The two adult daughters of a Colorado man who had been charged in the presumed death of their missing mother said in an interview that aired Friday that they are standing behind him and do not believe he had anything to do with her disappearance.
"We just know our dad better than anyone else and we know he was not involved in our mom's disappearance," Mallory Morphew told ABC's "Good Morning America" in the interview, as her sister Macy nodded in an agreement. Barry Morphew sat between them, holding their hands.
"I just love my girls and I love my wife. I just want her to be found," Barry Morphew said of his wife.
It was the first time that Suzanne Morphew's daughters have spoken with the media about the allegations their father faced. Their comments come just before the second anniversary of their mother's disappearance from the couple's home near the mountain community of Maysville.
The prosecutors dropped the criminal charges against Barry Morphew after a judge prohibited them from presenting most of their key witnesses at the trial as punishment for repeatedly failing to follow rules for turning over evidence in Barry Morphew's favor.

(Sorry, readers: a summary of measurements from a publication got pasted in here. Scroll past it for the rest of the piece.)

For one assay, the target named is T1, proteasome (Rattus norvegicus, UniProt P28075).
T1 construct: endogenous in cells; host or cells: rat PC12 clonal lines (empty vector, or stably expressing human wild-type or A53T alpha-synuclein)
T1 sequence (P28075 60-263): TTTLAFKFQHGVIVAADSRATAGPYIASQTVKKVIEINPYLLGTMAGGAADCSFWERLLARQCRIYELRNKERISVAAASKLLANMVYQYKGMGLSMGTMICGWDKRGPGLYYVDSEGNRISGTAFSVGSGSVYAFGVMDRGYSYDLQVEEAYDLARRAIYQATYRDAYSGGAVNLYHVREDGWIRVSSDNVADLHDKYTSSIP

The evidence included DNA from an unknown male linked to sexual assault cases in other states, which was found in Suzanne Morphew's SUV, raising the possibility of another suspect being involved.
In the court filing asking to drop the charges, District Attorney Linda Stanley cited that disadvantage and the ongoing search for Suzanne Morphew's body as reasons for dropping the case. Prosecutors have the option of filing charges against Barry Morphew later.
Stanley last month also announced that authorities believe they know where Suzanne Morphew's body is - an area then covered by deep snow near the couple's former home in the southern Colorado mountains. Weather has complicated the search but prosecutors and law enforcement believe they are, she said in the April 19 court filing.
Macy Morphew said in Friday's interview that she hoped Stanley does everything possible to find her mother.
"What they've done is not fair and we're never going to stop looking for our mom," she said.
In a statement to ABC, Stanley's office said that that prosecutors and law enforcement "have been diligently searching for Suzanne Morphew since she was reported missing" and continue doing so.
"When something like this happens … when somebody goes missing … you want answers," Aya Gruber, a law professor at the University of Colorado and a former defense attorney,. "But this case is incredibly unique … when you started to dig a little bit deeper. Nothing is what it seems."
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